SUCCESSFUL defending is a collective pursuit, but with his Sunderland side currently boasting the best defensive record in the whole of English football, Phil Parkinson is happy to highlight the pivotal role played by Bailey Wright in the opening six weeks of the campaign.

The Black Cats entertain Portsmouth this afternoon looking to extend a remarkable run that has seen them go 537 minutes without conceding a League One goal.

Sunderland’s defence has not been breached since Luke Leahy stroked home a penalty for Bristol Rovers three minutes into the opening game of the season, and along with goalkeeper Lee Burge and the versatile Luke O’Nien, Wright has played in every minute of the Wearsiders’ five league games.

The 28-year-old has established himself as the linchpin of Parkinson’s five-man defence, stationed at the heart of Sunderland’s three centre-halves, but the Black Cats boss freely admits there were times this summer when he feared Wright would be heading elsewhere.

The Australian’s loan spell at the Stadium of Light in the latter stages of last season was a successful one, but it alerted other clubs to his potential availability as his contract at Bristol City came to an end.

Sunderland had to fight hard to sign him, but their ability to successfully pull off a deal increasingly looks a critical moment as they battle to clamber out of League One at the third time of asking.

“Bailey was a great signing for us in the summer,” said Parkinson. “He was a player I’d been speaking to all through lockdown, although we weren’t sure we would be able to get the deal done.

“Credit to the owner of the football club for enabling us to do that, and also to Bailey as well because he was realistic. He can see the potential at Sunderland, and enjoyed his loan time here.

“He’s a very good player. He’s a leader, he’s been a captain at Championship level, and he’s a great influence, on and off the pitch.”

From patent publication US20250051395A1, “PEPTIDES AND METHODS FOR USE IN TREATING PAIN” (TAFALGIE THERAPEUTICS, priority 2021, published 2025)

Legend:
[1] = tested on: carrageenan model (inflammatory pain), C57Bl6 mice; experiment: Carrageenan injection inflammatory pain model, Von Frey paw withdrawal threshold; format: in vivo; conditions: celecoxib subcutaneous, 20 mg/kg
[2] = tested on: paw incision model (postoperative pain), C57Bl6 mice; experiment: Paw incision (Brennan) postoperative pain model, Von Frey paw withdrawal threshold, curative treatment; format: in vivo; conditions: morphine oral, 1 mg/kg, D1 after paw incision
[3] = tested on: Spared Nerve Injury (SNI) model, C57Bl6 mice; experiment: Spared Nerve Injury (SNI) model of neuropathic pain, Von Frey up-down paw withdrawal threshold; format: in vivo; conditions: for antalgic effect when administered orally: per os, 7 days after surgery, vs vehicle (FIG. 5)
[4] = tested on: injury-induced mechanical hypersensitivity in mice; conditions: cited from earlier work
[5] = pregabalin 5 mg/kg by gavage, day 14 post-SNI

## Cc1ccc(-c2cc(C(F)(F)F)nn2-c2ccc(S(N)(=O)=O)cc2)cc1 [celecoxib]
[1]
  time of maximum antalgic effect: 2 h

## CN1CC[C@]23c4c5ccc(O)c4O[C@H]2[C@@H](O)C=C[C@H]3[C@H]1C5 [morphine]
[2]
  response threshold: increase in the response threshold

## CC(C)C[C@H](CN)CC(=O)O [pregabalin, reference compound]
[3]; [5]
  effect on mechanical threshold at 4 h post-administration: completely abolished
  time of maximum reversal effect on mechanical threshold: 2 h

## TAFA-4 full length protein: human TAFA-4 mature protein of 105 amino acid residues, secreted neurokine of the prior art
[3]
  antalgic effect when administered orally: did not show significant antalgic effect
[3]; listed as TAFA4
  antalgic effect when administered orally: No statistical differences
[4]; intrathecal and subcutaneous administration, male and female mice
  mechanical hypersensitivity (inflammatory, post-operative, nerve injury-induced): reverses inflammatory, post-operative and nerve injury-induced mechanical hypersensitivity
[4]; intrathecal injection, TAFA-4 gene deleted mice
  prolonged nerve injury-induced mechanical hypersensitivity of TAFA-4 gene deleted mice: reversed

Wright’s leadership qualities have been evident from the word go this season, with the defender organising those around him as he has marshalled a defence that has barely given up a chance, let alone a flurry of goals.

Max Power might be Sunderland’s skipper, and Grant Leadbitter might boast his own leadership qualities having previously skippered Middlesbrough, but Wright provides the kind of commanding on-field presence and reliable off-pitch persona that any manager would want at the core of their dressing room.

“Those characters, who are classed as leaders and will influence other people around them on the pitch or in the dressing room and the training ground, are hard to find,” said Parkinson. “They really are.

“Bailey is very good at that. He’s everything we want – he typifies how we want to play, and how we want to conduct ourselves on a day-to-day basis. He’s a great signing for us, and we’re enjoying working with him.”

Wright’s next test will come this afternoon when Sunderland lock horns with a Portsmouth side that have crossed their path on a number of high-profile occasions in the last few years.

The two clubs’ growing rivalry developed in the Black Cats’ first season in League One, when Jack Ross’ avenged their Checkatrade Trophy final defeat at Wembley by beating Portsmouth over two legs in the play-off semi-finals.

Last season, Jordan Willis and Chris Maguire were on target as Sunderland beat Pompey 2-1 in their second home game, but Kenny Jackett’s side gained their revenge when they won 2-0 at Fratton Park shortly before lockdown.

Portsmouth go into today’s game three places below the Black Cats in the table, but having been buoyed by a 2-0 midweek win over Gillingham that featured a goal from former Sunderland transfer target John Marquis.

“There’s no doubt that Portsmouth will be a team that will be up and about the top six,” said Parkinson. “I think the games against your perceived rivals in the top end of the table are always going to have that little bit of added importance.”